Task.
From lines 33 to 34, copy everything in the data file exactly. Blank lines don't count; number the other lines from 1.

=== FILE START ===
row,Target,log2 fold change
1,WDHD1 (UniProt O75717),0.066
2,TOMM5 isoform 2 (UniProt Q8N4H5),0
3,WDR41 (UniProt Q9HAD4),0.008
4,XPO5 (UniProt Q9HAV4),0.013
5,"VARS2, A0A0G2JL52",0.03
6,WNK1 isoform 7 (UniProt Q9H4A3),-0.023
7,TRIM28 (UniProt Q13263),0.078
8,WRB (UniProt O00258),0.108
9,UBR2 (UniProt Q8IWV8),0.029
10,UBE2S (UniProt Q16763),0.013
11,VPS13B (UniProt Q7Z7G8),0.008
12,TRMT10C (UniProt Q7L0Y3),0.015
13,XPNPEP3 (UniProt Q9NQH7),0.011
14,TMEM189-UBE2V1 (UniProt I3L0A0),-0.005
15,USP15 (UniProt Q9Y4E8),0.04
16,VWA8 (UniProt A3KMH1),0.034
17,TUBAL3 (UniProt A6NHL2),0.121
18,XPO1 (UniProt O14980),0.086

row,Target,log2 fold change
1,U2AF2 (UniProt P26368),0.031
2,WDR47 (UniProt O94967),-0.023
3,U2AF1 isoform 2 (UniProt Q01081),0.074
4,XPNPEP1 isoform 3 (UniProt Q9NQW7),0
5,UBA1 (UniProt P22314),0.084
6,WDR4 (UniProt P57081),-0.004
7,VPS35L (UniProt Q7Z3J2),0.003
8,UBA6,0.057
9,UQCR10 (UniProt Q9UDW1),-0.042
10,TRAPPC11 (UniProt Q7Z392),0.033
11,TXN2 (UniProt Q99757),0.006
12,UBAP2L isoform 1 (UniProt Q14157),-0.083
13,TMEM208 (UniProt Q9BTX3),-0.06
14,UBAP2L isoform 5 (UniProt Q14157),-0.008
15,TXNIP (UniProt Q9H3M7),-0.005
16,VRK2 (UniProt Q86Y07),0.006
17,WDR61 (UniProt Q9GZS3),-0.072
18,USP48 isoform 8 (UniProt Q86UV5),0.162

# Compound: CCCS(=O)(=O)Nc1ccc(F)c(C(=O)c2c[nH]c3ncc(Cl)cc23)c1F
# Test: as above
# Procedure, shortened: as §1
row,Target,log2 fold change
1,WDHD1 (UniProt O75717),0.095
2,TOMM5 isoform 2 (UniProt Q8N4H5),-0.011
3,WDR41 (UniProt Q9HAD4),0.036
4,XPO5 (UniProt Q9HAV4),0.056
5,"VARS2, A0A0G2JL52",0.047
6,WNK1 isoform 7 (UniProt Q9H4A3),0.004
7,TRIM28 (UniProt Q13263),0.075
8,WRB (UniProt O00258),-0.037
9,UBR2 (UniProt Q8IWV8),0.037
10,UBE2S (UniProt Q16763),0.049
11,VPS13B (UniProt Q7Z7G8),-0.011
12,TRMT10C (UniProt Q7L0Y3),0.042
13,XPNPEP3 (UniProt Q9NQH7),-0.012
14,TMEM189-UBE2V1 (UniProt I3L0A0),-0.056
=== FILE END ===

13,TMEM208 (UniProt Q9BTX3),-0.06
14,UBAP2L isoform 5 (UniProt Q14157),-0.008